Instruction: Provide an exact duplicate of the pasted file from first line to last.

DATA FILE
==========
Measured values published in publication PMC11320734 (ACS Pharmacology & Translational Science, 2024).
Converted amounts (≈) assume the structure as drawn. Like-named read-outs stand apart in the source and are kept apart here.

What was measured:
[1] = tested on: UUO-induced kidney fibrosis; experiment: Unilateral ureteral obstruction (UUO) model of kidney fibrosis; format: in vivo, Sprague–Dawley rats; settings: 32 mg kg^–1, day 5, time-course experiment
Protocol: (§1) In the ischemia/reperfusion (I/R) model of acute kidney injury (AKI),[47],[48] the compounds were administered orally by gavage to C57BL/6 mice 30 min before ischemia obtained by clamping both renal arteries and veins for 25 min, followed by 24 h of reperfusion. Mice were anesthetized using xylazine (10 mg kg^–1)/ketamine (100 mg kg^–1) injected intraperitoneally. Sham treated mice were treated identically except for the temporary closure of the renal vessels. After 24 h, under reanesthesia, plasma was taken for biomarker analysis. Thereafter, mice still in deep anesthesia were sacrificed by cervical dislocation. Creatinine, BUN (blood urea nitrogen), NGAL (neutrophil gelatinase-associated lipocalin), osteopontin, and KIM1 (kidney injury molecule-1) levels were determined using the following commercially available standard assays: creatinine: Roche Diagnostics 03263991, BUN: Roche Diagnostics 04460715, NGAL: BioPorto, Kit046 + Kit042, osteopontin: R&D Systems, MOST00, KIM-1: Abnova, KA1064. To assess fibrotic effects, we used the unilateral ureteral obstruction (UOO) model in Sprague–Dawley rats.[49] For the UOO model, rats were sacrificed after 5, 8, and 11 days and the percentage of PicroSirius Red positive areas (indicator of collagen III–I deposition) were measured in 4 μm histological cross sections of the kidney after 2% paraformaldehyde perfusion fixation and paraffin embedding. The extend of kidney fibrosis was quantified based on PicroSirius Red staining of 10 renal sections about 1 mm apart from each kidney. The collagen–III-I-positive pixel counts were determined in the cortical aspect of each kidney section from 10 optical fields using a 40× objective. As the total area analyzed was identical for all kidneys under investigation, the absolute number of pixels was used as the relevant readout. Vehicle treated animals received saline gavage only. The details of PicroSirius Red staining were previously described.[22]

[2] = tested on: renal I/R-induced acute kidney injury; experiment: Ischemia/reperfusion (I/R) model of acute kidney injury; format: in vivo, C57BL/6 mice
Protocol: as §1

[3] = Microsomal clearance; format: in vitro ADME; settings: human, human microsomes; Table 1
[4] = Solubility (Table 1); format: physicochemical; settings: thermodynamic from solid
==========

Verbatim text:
Measured values published in publication PMC11320734 (ACS Pharmacology & Translational Science, 2024).
Converted amounts (≈) assume the structure as drawn. Like-named read-outs stand apart in the source and are kept apart here.

What was measured:
[1] = tested on: UUO-induced kidney fibrosis; experiment: Unilateral ureteral obstruction (UUO) model of kidney fibrosis; format: in vivo, Sprague–Dawley rats; settings: 32 mg kg^–1, day 5, time-course experiment
Protocol: (§1) In the ischemia/reperfusion (I/R) model of acute kidney injury (AKI),[47],[48] the compounds were administered orally by gavage to C57BL/6 mice 30 min before ischemia obtained by clamping both renal arteries and veins for 25 min, followed by 24 h of reperfusion. Mice were anesthetized using xylazine (10 mg kg^–1)/ketamine (100 mg kg^–1) injected intraperitoneally. Sham treated mice were treated identically except for the temporary closure of the renal vessels. After 24 h, under reanesthesia, plasma was taken for biomarker analysis. Thereafter, mice still in deep anesthesia were sacrificed by cervical dislocation. Creatinine, BUN (blood urea nitrogen), NGAL (neutrophil gelatinase-associated lipocalin), osteopontin, and KIM1 (kidney injury molecule-1) levels were determined using the following commercially available standard assays: creatinine: Roche Diagnostics 03263991, BUN: Roche Diagnostics 04460715, NGAL: BioPorto, Kit046 + Kit042, osteopontin: R&D Systems, MOST00, KIM-1: Abnova, KA1064. To assess fibrotic effects, we used the unilateral ureteral obstruction (UOO) model in Sprague–Dawley rats.[49] For the UOO model, rats were sacrificed after 5, 8, and 11 days and the percentage of PicroSirius Red positive areas (indicator of collagen III–I deposition) were measured in 4 μm histological cross sections of the kidney after 2% paraformaldehyde perfusion fixation and paraffin embedding. The extend of kidney fibrosis was quantified based on PicroSirius Red staining of 10 renal sections about 1 mm apart from each kidney. The collagen–III-I-positive pixel counts were determined in the cortical aspect of each kidney section from 10 optical fields using a 40× objective. As the total area analyzed was identical for all kidneys under investigation, the absolute number of pixels was used as the relevant readout. Vehicle treated animals received saline gavage only. The details of PicroSirius Red staining were previously described.[22]

[2] = tested on: renal I/R-induced acute kidney injury; experiment: Ischemia/reperfusion (I/R) model of acute kidney injury; format: in vivo, C57BL/6 mice
Protocol: as §1

[3] = Microsomal clearance; format: in vitro ADME; settings: human, human microsomes; Table 1
[4] = Solubility (Table 1); format: physicochemical; settings: thermodynamic from solid